Confectionery is always popular – not just during the German Carnival season.
The Association of the German Confectionery Industry (BDSI) estimates that their country’s production volume for confectionery and snacks was 3.99 million tonnes in 2015. This was a 0.2 per cent increase compared with the previous year. BDSI also estimates that the sales increase was approx. 2.6 per cent, i.e. EUR 12.58 billion. For the time being, expectations for 2016 are therefore cautiously optimistic in the industry. Caution is due to high prices for imported raw materials, a rise in competitive pressure, both nationally and internationally, and an increase in government regulations.
One area where the industry is hoping to see the greatest amount of growth is snacks sold at major events, such as the European Football Championship and the Summer Olympics, with additional stimuli from disposable packages this year. Moreover, experts can currently see a trend towards personalised products, such as chocolate bars bearing the customer’s signature and customised muesli mixtures. These are areas where the packaging industry can provide state-of-the-art solutions.
More than 30 kilograms of sweet and savoury snacks per capita per year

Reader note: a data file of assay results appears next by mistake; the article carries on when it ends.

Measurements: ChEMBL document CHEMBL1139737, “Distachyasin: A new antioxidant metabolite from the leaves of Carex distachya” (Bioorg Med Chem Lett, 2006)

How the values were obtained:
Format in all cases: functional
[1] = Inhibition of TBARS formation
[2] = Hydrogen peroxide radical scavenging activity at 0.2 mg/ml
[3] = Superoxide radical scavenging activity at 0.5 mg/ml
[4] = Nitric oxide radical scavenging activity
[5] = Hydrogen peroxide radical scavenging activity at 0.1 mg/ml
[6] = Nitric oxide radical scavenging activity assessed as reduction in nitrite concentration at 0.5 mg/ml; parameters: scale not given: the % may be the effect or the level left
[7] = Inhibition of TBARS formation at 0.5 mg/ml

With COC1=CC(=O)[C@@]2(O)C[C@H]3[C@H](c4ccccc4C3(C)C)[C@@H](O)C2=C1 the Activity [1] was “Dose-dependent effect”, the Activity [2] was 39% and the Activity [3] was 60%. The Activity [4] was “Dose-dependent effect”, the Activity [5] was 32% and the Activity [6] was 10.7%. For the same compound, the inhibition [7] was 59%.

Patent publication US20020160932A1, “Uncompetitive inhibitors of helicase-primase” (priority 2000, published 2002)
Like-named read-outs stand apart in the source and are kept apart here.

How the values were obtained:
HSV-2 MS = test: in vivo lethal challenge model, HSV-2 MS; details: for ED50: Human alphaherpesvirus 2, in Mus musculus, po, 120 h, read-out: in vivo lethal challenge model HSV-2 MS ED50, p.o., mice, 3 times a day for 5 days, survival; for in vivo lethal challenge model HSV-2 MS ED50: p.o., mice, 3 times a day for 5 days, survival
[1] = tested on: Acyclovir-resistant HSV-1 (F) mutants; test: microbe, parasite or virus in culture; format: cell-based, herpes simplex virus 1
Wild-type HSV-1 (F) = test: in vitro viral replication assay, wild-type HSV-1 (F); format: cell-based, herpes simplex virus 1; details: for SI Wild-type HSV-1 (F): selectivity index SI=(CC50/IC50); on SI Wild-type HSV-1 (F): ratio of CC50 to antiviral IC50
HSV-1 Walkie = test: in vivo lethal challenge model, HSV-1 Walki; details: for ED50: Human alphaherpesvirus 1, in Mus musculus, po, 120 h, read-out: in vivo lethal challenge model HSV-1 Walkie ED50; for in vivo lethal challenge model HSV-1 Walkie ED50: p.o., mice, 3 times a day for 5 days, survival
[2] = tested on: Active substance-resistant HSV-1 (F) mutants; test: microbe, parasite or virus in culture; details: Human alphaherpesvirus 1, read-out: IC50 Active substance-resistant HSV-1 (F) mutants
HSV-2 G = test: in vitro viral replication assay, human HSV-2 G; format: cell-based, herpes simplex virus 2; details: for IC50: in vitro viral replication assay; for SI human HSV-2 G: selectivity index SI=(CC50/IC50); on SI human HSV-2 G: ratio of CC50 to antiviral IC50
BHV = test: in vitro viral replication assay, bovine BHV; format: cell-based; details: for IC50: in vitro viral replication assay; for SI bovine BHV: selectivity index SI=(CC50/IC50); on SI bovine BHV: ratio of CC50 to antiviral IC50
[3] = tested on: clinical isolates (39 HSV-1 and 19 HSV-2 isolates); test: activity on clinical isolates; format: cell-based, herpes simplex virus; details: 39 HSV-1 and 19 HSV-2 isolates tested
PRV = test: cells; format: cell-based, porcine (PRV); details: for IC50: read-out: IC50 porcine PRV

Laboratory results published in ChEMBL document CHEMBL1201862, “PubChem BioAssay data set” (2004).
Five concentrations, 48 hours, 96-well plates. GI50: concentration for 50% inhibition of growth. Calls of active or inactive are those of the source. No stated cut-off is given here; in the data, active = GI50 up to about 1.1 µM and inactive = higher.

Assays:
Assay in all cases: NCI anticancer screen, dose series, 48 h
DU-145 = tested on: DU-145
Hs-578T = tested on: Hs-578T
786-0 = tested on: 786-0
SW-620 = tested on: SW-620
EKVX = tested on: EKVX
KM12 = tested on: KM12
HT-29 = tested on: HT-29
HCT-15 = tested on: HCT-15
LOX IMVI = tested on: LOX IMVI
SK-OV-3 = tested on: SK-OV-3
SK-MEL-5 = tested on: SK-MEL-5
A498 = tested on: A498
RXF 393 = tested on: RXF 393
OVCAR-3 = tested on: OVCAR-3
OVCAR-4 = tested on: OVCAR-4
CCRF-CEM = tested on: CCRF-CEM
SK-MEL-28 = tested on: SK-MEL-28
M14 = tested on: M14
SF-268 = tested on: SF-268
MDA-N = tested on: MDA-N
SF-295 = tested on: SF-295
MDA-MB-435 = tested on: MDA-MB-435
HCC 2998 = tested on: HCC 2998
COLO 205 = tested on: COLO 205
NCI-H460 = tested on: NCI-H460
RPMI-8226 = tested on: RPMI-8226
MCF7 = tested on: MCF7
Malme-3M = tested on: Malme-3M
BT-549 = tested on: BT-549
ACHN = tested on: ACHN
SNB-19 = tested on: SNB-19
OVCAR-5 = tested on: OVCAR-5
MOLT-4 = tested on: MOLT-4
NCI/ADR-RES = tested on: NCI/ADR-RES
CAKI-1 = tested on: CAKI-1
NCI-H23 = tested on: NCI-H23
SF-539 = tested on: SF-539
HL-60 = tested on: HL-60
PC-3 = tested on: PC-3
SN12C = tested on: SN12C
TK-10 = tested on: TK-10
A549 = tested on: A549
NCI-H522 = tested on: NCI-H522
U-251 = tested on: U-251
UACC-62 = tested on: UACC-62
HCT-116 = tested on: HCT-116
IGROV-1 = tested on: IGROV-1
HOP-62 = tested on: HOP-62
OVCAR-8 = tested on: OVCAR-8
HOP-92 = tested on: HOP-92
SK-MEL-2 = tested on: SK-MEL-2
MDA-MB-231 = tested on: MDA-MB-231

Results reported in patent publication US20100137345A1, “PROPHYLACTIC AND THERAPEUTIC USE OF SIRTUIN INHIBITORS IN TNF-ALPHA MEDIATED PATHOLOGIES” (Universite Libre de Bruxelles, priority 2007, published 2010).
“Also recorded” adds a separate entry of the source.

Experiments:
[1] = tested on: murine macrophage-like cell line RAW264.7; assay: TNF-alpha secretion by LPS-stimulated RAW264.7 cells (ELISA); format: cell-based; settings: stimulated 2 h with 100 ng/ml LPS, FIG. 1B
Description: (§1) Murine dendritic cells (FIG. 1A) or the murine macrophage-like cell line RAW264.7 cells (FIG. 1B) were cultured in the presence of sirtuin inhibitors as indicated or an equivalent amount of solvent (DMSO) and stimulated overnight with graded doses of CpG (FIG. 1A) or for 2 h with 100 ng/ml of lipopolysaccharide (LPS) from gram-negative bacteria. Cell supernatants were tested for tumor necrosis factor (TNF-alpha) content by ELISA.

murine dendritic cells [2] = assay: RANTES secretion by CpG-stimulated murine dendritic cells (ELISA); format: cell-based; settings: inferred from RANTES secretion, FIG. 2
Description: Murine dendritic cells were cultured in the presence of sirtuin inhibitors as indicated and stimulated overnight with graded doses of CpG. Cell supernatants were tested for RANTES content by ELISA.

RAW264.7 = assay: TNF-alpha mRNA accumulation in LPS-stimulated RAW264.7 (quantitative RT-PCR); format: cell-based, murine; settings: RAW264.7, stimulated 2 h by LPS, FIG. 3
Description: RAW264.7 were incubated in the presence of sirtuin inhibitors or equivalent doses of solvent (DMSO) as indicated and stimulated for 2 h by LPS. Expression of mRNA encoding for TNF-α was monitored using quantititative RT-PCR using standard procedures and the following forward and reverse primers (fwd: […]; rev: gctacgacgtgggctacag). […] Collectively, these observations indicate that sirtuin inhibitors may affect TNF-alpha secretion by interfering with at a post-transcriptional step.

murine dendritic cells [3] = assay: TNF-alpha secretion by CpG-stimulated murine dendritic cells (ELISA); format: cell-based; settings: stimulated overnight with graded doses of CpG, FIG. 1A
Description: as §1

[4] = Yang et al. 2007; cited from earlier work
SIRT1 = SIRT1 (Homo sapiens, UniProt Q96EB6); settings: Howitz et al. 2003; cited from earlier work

Confectionery is part of life. Germany’s average per-capita consumption is over 30 kilograms for chocolate, snacks and baked goods. However, expectations on confectionery have been rising, and thus also the demand for new packaging materials. Products created by 3D printers must be packaged in ways that avoid breakage. Anyone with a vegan lifestyle would expect to see not only organically grown ingredients, but also sustainable packaging materials. Unusual nut-fruit mixtures with six or more components can only be packaged with any precision if the manufacturer uses innovative machinery with multihead weighers or highly accurate dosing devices.
New customer requirements have led to new requirements on plants and machinery. It is important to ensure consistently high quality and therefore the careful processing of sensitive bulk materials, such as cranberries and Brazil nuts as well as resealable plastic cups and cans. A balanced product flow and accurate feeding are ensured, among other things, through vibration control. Also, there is a demand for processing and packaging systems that can be converted quickly and are easy to maintain, allowing, for instance, fast conversion from resealable family packages to single-item confectionery.